Lee Cites Progress Under Vallas-Led School Districts

Government watchdog John Marshall Lee shares his latest commentary about the job performance of Superintendent of Schools Paul Vallas in districts he led prior to Bridgeport. General Lee gives Vallas passing grades.

Paul Vallas … Educational Leadership in Chicago, Philadelphia, and New Orleans. (IL: 1995-01; PA: 2002-07; LA: 2007-11; CT January 2012-current)

Americans are familiar with statistics used to record performance of athletic teams, investments and levels of government. Over time the efforts of baseball teams, S&P 500 companies as well as political administrations, are compared and evaluated based on the numbers, whether they be recorded in dollars expended, numbers of people participating, or percentage gains relative to young people succeeding.

Much public discussion about Paul Vallas’ qualifications to successfully run a poor urban school district or his success in past assignments has occurred. Some commentators have talked about superintendents as either ‘sprinters’ or ‘marathoners.’ What is the average stay in poor urban districts in recent years? Do his terms above differ mightily from his contemporaries? More importantly, do reforms of school districts hold much beyond the term of a schools chief executive officer? I have attempted to research the duration of the Vallas experience and some basic data about improvements during and shortly beyond his tenure.

Chicago showed steady improvement in student graduation rates during the six-year period Vallas was present and for at least several years following with an Age 18 dropout statistic decreasing in half to 20.8% by the fourth year after Vallas’ departure. Evidence of steady improvement in math and especially reading scores during those years is seen. More than 400,000 youth were enrolled in public schools.

In Philadelphia on-time and 6-year graduation rates increased significantly through the Vallas years and reading and math scores almost doubled in both areas for all grades combined when looking at advanced and proficient student results. Vallas left the system with a surplus educational budget that was decimated by large deficits during the two-year tenure of his replacement.

The New Orleans story post Katrina is unusual in that there were actually two operating school districts that came into being after the storm:

• 19 schools with 11 charters and 10,500 students with 72% African American students and 66% free- or reduced-lunch students;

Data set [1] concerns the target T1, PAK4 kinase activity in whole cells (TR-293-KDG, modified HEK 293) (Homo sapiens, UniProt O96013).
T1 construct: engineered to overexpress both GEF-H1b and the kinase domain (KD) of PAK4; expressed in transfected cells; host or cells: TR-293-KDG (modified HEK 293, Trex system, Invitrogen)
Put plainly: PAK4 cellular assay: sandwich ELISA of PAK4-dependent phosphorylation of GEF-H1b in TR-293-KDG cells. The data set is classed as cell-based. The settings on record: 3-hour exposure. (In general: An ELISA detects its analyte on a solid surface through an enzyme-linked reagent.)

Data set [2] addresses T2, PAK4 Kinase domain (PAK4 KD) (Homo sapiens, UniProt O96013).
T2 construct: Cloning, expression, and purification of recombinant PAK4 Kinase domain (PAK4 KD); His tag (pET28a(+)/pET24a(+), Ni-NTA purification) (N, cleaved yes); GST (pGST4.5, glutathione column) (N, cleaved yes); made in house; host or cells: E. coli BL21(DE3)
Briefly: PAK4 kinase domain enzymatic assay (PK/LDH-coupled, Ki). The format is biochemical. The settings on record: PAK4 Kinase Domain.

• 66 schools with 50 charters serving 28,148 youth with 95% African American and 90% free- or reduced-lunch students.

During Vallas’ tenure the statistics for both districts showed increases for ‘Basic’ and ‘Above’ scoring students on State assessments from 35% to 56%. School Performance Scores (K-12) below 65 dropped from 69% of the schools and 69% of students to 29% of the schools with fewer than 24% of the students. Drop ut rates in New Orleans dropped from about 11% in 2005 to about 4.1% in 2011, a number identical to the LA average for grades 9-12. The gap for at-risk students was narrowed and then reversed for African American students by 2011 and continues to narrow for economically disadvantaged and special education students.

The eye opener for me are the results of the Vallas-directed Recovery School District gains in students performing at or above grade level where unprecedented growth in gains compared most favorably with LA state results. Graduation rates and decrease in dropouts each made steady positive progress. There are many ways to compare statistics, but changes in these three communities are compelling in dispelling the steady display of only negative results.

What are Bridgeport stakeholders looking for? How will it be measured? And where will it be available to the public in an accountable and open manner? Who will ask good questions and listen to the answers? Isn’t that what members of a Board of Education are elected to do? What questions are being asked about our system of candidates for BOE, and even City Council candidates this year? Will Council candidates support “minimum budget requirement” funding for the schools this year if elected? Are candidate arguments and statistics put forward genuinely about the school age youth? Time will tell.